The chair of arts charity Wasps – Scotland’s largest provider of studios for artists, makers and creative industries – has warned that spiralling inflation and energy prices are driving Scotland to the cliff-edge of “a cultural recession”.

Wasps’ Chair Karen Anderson said it was concerning that, while Scotland is a major cultural focal point during the summer, hosting the world’s biggest arts festival, the Edinburgh Festivals and including Edinburgh Art Festival, talented artists are having to reconsider whether they can afford to continue their cultural careers.

To stay viable Wasps was forced to increase the rents to its 1000 artists by up to 16% and levy an energy surcharge, she said.

Ms Anderson added: “As a not-for-profit charity, our rental income from tenants has to cover the costs of running and maintaining our buildings. A 400% electricity hike meant we had to reluctantly introduce a monthly electricity surcharge. And ongoing spiralling inflation, especially on costs of maintaining our buildings, resulted in significant rent rises.

“From our conversations with tenants and the Scottish Artists Union, we know artists and creatives are experiencing crippling hardship. The very ethos of Wasps is to provide affordable studios, but that is becoming increasingly more difficult.

 “We rightly celebrate the Edinburgh Festivals as a world-beater – the Olympics of creativity and arts. But it masks the fact inflation and energy hikes are hollowing our cultural heart.”

Ms Anderson said there was evidence of decline in Scottish Government’s four cultural indicators, although she acknowledged that Covid would have had some impact on numbers attending and performing in cultural events.

Referring to the National Indicators on Performance, published by the Scottish Government, approximate gross value added (GVA) of Scotland’s Arts, Culture and Creative sector was estimated at £4,445 million in 2020, a decrease of £79 million (-1.8%) in real terms on 2019 and £490million down from its 2017 peak.

Meanwhile, employment numbers in Scotland’s arts, culture and creative industries sector was 155,000, down by 10,000 (5.9%) on 2021. The social capital index is at 93 – which is 7 lower than the 2013 baseline set 10 years ago.

Ms Anderson, who took over Wasps’ chair role in March, said: “A thriving and growing cultural sector creates a more successful country – contributing to the economy, creating a positive and unique identity for Scotland, providing more opportunities for people to grow and flourish, driving physical and mental health outcomes, bringing people together through a shared passion.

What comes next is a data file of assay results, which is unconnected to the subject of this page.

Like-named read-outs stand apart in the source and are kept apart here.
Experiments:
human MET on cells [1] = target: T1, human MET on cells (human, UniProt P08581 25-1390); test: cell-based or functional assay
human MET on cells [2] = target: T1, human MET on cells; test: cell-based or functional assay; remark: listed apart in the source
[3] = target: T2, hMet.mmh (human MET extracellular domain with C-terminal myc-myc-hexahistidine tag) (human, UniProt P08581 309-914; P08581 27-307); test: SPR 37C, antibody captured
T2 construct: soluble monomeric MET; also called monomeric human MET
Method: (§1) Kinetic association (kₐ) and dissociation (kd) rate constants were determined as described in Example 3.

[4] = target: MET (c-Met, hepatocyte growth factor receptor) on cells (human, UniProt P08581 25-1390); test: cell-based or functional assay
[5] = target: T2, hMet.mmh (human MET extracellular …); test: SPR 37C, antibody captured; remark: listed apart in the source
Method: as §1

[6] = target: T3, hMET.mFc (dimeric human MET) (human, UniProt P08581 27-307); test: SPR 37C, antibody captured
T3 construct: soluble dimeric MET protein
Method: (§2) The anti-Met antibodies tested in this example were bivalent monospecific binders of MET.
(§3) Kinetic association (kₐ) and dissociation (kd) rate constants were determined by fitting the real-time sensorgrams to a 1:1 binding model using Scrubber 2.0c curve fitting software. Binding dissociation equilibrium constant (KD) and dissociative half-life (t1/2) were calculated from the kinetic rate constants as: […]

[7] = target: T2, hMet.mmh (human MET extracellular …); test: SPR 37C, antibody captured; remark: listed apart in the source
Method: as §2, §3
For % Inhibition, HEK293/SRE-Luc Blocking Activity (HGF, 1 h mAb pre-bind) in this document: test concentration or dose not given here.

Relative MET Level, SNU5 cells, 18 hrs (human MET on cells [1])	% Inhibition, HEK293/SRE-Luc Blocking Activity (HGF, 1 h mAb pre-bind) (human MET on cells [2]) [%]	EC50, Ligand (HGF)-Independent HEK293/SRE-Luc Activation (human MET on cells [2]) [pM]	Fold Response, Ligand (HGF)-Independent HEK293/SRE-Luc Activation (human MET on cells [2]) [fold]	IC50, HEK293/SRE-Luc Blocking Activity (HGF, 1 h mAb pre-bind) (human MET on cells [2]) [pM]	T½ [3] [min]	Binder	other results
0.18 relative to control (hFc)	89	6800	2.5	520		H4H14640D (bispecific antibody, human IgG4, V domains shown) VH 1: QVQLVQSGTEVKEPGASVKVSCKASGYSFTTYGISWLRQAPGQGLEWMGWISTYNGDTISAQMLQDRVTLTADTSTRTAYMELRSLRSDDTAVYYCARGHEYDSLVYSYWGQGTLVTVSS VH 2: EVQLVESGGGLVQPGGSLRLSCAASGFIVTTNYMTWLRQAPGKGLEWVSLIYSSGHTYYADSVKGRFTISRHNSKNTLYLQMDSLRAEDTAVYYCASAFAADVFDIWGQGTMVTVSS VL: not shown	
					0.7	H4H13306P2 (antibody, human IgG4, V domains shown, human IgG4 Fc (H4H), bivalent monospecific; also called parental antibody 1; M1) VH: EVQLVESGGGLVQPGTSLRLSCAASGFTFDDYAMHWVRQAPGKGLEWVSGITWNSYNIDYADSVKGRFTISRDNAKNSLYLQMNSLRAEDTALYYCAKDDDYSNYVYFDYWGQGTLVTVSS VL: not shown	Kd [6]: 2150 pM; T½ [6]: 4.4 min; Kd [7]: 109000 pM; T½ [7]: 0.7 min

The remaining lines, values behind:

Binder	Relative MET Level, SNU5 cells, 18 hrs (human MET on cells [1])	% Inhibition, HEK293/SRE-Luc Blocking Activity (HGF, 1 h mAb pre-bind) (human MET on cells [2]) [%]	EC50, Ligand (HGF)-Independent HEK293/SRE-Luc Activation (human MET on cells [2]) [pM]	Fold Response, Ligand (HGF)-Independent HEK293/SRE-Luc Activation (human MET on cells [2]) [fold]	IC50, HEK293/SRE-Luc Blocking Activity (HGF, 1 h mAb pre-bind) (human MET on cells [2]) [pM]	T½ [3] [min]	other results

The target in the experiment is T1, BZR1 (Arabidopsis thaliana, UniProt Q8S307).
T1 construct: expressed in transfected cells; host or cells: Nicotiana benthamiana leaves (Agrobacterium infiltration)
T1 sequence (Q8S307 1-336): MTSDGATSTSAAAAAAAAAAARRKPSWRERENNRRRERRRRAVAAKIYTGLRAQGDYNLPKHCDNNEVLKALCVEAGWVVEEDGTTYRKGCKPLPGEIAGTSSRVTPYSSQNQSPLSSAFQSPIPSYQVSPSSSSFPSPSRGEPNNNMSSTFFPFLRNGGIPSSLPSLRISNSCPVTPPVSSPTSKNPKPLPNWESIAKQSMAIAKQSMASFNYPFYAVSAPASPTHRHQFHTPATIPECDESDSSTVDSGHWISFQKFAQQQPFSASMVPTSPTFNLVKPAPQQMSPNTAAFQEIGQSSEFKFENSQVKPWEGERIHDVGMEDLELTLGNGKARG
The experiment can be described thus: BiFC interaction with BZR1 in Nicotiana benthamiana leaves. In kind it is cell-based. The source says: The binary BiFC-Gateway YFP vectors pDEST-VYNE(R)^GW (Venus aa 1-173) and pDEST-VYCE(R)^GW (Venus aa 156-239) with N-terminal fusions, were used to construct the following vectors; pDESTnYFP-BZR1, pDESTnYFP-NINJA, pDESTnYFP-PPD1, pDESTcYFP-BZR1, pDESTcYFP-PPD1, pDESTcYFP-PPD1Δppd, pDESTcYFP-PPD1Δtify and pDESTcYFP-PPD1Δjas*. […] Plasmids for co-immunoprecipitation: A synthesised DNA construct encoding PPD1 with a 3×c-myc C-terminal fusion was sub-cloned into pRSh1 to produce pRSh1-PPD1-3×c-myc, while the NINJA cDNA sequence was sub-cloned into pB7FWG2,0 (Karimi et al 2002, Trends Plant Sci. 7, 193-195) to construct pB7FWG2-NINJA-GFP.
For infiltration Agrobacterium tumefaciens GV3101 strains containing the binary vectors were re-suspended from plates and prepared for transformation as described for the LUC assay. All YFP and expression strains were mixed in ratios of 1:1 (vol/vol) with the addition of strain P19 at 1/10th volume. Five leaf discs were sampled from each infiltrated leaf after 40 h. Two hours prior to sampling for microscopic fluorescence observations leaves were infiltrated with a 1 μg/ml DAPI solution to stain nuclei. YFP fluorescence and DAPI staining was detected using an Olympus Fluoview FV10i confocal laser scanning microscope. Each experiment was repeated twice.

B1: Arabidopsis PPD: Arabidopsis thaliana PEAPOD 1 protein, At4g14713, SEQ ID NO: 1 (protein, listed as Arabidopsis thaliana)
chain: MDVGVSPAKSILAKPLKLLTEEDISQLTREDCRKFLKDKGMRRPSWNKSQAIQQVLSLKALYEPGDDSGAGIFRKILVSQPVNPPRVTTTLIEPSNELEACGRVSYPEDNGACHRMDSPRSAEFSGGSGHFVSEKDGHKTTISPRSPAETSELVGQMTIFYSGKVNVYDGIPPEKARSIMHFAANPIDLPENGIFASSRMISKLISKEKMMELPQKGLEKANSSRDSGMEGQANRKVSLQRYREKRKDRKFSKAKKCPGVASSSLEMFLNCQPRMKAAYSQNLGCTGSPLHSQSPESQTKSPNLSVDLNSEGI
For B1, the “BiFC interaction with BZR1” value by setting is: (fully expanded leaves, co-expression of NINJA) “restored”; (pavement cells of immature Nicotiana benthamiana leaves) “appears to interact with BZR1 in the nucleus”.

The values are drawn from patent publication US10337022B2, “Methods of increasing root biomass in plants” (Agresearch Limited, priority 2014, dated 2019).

“Post Covid and in the middle of a cost-of-living crisis the evidence points to a decline, or at best, stagnation in the arts in Scotland. In other words, cultural recession.”  

Ms Anderson said Wasps were not alone in making hard choices.  Last year, the temporary closure of The Modern Two art gallery in Edinburgh, was described as the tip of the iceberg of the crisis facing many of Scotland’s cultural venues.

The Edinburgh International Film Festival, the Filmhouse and Aberdeen’s Belmont cinema closed with a loss of 102 jobs.

Dance Base, an arts charity with a 30-year history, announced the closure of half their studio space and the loss of jobs, in response to reduced funding and increased energy bills of 350%. 

Ms Anderson said that she supported the Government’s culture strategy and the sentiments of the introduction: “That by investing in and strengthening culture, we are investing in the future cultural, social and economic success of Scotland.” She added: “However, it is clear we are not investing enough.”  

While Wasps receive grant funding towards restoring historic buildings, there is no relief funds for to mitigate increased utility and maintenance costs or support tenants in crisis.  She added: “While we recognise competing pressures on budgets, simple measures such an arts energy cap will pay for themselves in the long run. 

“There is also potential for better alignment between the Government’s climate change agenda and our sector. Artists need physical spaces to work in and display their creativity and these need to be affordable.  A green arts fund to help make studios more energy efficient would help the Government reach its net zero targets and in turn reduce costs and rents. A win- win.”

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